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We all know that there is a right way and a wrong way to detach USB mass storage devices from our computers, but does the same principle apply to MTP devices? Today’s SuperUser Q&A post has the answer to a curious reader’s question.

Today’s Question & Answer session comes to us courtesy of SuperUser—a subdivision of Stack Exchange, a community-driven grouping of Q&A web sites.

The Question

SuperUser reader RockPaperLizard wants to know if you can simply pull the USB plug on MTP devices connected to Windows:

I know that after attaching a typical USB mass storage device to Windows, it is important to properly unmount the device before unplugging it in order to avoid the possibility of losing data. But for MTP devices (such as many Android devices) connected to a Windows computer via USB, is it necessary to perform any special or particular procedure before disconnecting the USB cable?

I am interested in understanding this for all versions of Windows (XP and later), so please include the applicable Windows version(s) in your answer.

Can you simply pull the USB plug on MTP devices connected to Windows?

The Answer

SuperUser contributor Carrein has the answer for us:

When plugging in USB mass storage devices, it gives a host computer undifferentiated access to the mass storage. It assumes absolute control over the file system similar to that of a hard drive.

As such, unless explicitly commanded by the host system to sever the connection between the devices, there is a chance that the host computer might corrupt the file system. Hence, the “Safely Remove Hardware and Eject Media” message.

However, MTP, or Media Transfer Protocol, operates at the file level rather than as a large unit of mass storage at the block level. When plugging in a device such as an MTP device, the host system queries the files on the device.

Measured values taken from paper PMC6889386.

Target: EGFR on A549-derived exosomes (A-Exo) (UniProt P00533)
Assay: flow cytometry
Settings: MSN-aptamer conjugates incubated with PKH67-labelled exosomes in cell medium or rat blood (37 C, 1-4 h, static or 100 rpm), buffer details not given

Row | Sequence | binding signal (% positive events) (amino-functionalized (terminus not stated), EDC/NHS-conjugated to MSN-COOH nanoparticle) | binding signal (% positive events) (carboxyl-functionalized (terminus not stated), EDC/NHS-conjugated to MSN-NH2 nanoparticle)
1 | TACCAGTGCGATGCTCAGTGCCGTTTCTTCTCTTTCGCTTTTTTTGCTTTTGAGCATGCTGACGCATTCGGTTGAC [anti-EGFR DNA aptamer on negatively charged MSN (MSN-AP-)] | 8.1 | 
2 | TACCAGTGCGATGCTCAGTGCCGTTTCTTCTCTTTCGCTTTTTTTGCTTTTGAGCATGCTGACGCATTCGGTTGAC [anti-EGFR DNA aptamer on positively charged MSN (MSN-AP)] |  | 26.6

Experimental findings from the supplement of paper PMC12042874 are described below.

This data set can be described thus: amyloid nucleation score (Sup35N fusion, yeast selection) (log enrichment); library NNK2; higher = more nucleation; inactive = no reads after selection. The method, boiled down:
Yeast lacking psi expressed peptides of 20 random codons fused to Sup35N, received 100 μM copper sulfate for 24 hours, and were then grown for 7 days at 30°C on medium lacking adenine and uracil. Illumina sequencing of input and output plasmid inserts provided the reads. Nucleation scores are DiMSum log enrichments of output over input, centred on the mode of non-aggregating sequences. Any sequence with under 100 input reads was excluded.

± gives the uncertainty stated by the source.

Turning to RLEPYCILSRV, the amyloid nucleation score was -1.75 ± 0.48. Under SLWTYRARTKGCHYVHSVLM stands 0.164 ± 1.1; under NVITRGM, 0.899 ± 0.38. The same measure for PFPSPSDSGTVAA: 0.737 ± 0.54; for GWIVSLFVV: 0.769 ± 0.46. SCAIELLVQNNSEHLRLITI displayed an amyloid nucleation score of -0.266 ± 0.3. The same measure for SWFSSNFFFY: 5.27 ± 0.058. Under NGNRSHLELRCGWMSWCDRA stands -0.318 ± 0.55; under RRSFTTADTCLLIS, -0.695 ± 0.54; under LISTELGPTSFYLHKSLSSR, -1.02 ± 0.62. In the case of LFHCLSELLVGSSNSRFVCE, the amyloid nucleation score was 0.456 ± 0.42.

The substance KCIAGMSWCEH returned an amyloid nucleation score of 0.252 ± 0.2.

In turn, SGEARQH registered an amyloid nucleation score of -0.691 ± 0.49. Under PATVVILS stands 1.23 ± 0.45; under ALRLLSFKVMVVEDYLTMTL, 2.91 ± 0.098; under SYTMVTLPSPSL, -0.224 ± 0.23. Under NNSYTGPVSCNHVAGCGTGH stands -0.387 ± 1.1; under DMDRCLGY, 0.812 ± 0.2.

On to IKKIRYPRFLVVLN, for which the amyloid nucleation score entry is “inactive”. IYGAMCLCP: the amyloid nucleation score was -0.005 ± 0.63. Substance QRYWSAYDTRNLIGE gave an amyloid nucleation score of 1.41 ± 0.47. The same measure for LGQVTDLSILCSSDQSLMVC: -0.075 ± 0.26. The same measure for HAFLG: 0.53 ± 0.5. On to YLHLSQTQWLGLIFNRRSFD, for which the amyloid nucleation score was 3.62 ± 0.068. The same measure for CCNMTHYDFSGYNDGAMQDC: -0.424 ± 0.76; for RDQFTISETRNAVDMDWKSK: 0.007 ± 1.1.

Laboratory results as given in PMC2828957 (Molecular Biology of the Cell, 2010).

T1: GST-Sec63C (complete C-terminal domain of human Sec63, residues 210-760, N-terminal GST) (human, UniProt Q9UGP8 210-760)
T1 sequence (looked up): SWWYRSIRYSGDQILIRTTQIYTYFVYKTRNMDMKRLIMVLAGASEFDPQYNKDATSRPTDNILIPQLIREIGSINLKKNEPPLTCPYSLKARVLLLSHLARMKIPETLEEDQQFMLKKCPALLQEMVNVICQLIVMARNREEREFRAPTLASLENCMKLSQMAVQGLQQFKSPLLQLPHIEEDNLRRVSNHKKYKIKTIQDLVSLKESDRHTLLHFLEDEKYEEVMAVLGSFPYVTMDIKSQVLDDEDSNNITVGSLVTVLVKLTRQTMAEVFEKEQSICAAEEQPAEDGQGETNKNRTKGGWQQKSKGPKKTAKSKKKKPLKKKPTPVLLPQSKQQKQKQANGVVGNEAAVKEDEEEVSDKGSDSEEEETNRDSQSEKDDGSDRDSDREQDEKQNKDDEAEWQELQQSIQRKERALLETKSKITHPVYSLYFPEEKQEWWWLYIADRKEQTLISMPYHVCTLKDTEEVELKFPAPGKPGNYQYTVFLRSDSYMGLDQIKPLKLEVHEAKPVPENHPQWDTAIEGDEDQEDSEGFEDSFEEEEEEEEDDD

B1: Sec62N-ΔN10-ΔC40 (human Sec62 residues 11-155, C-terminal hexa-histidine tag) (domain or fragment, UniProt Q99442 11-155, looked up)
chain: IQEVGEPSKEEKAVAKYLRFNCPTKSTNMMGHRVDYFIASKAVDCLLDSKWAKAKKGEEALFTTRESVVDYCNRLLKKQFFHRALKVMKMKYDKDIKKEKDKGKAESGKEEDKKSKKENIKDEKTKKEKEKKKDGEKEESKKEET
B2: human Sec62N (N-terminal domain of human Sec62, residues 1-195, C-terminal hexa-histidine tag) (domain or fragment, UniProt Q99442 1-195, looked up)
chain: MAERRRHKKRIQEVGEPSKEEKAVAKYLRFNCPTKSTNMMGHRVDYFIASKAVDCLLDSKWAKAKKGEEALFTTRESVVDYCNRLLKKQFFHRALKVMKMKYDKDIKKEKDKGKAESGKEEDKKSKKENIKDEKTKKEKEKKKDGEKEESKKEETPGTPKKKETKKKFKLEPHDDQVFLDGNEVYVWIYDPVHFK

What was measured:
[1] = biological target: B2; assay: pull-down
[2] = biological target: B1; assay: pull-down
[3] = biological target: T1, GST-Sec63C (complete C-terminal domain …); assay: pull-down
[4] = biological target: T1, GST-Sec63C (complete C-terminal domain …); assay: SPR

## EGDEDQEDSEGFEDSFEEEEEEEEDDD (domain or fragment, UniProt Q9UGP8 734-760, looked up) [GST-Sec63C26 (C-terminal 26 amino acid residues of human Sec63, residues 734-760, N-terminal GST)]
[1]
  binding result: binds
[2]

This is often maintained as a database or index in the root file system of the MTP device. The MTP device’s system does not have to rescan the entire device when its content is modified; it only needs to update the database/index.

The host system can then send a message to the device requesting that a file be downloaded, which will be sent by the device after acknowledging the signal. Deleting files works much the same way. The host system sends a message to the device, marking a file for deletion, then the device removes the file upon acknowledging the signal.

This works much like a transactional file system, where either the file is modified or it is not. The storage will not be affected by a failed transfer. This is also the reason why MTP only allows one file transfer at a time (atomic file transfer), so that corruption cannot occur as operations are run sequentially.

So yes, you can just pull the USB plug on your device.

Further Reading: Media Transfer Protocol [Wikipedia]

Have something to add to the explanation? Sound off in the comments. Want to read more answers from other tech-savvy Stack Exchange users? Check out the full discussion thread here.

Image Credit: Jeremy Keith (Flickr)

Akemi Iwaya
Akemi Iwaya has been part of the How-To Geek/LifeSavvy Media team since 2009. She has previously written under the pen name "Asian Angel" and was a Lifehacker intern before joining How-To Geek/LifeSavvy Media. She has been quoted as an authoritative source by ZDNet Worldwide.
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